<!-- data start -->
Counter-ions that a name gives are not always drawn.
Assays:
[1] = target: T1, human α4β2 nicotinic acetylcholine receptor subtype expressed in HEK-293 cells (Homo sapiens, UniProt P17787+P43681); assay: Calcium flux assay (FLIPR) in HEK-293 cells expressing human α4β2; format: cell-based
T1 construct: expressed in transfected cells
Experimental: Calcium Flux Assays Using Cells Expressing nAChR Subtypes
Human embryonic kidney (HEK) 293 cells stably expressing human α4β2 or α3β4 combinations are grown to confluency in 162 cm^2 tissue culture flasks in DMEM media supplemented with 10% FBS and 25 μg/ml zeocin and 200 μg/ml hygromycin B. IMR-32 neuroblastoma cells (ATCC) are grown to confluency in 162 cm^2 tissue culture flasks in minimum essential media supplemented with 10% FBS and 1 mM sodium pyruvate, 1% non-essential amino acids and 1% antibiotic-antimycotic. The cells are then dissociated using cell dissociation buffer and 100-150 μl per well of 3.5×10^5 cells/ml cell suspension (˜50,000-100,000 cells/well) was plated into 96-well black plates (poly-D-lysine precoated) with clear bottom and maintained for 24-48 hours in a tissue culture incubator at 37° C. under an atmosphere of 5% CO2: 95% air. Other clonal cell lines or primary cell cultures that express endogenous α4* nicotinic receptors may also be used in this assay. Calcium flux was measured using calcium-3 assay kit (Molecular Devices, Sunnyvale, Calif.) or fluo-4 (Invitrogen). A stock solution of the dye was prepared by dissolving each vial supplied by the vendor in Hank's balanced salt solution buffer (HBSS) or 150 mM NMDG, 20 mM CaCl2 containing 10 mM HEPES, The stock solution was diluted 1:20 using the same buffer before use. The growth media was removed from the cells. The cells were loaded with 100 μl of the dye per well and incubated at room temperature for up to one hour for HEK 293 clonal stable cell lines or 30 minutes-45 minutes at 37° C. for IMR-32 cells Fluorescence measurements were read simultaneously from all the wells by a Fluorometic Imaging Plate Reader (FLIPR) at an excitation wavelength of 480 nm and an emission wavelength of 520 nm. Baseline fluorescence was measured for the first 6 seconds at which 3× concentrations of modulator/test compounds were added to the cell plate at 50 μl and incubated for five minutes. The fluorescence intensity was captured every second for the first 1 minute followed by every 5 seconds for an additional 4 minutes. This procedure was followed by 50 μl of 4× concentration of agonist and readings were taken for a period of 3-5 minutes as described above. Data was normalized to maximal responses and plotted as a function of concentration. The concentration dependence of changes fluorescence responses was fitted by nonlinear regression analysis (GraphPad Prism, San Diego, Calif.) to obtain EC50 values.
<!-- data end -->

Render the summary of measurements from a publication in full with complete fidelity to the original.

Counter-ions that a name gives are not always drawn.
Assays:
[1] = target: T1, human α4β2 nicotinic acetylcholine receptor subtype expressed in HEK-293 cells (Homo sapiens, UniProt P17787+P43681); assay: Calcium flux assay (FLIPR) in HEK-293 cells expressing human α4β2; format: cell-based
T1 construct: expressed in transfected cells
Experimental: Calcium Flux Assays Using Cells Expressing nAChR Subtypes
Human embryonic kidney (HEK) 293 cells stably expressing human α4β2 or α3β4 combinations are grown to confluency in 162 cm^2 tissue culture flasks in DMEM media supplemented with 10% FBS and 25 μg/ml zeocin and 200 μg/ml hygromycin B. IMR-32 neuroblastoma cells (ATCC) are grown to confluency in 162 cm^2 tissue culture flasks in minimum essential media supplemented with 10% FBS and 1 mM sodium pyruvate, 1% non-essential amino acids and 1% antibiotic-antimycotic. The cells are then dissociated using cell dissociation buffer and 100-150 μl per well of 3.5×10^5 cells/ml cell suspension (˜50,000-100,000 cells/well) was plated into 96-well black plates (poly-D-lysine precoated) with clear bottom and maintained for 24-48 hours in a tissue culture incubator at 37° C. under an atmosphere of 5% CO2: 95% air. Other clonal cell lines or primary cell cultures that express endogenous α4* nicotinic receptors may also be used in this assay. Calcium flux was measured using calcium-3 assay kit (Molecular Devices, Sunnyvale, Calif.) or fluo-4 (Invitrogen). A stock solution of the dye was prepared by dissolving each vial supplied by the vendor in Hank's balanced salt solution buffer (HBSS) or 150 mM NMDG, 20 mM CaCl2 containing 10 mM HEPES, The stock solution was diluted 1:20 using the same buffer before use. The growth media was removed from the cells. The cells were loaded with 100 μl of the dye per well and incubated at room temperature for up to one hour for HEK 293 clonal stable cell lines or 30 minutes-45 minutes at 37° C. for IMR-32 cells Fluorescence measurements were read simultaneously from all the wells by a Fluorometic Imaging Plate Reader (FLIPR) at an excitation wavelength of 480 nm and an emission wavelength of 520 nm. Baseline fluorescence was measured for the first 6 seconds at which 3× concentrations of modulator/test compounds were added to the cell plate at 50 μl and incubated for five minutes. The fluorescence intensity was captured every second for the first 1 minute followed by every 5 seconds for an additional 4 minutes. This procedure was followed by 50 μl of 4× concentration of agonist and readings were taken for a period of 3-5 minutes as described above. Data was normalized to maximal responses and plotted as a function of concentration. The concentration dependence of changes fluorescence responses was fitted by nonlinear regression analysis (GraphPad Prism, San Diego, Calif.) to obtain EC50 values.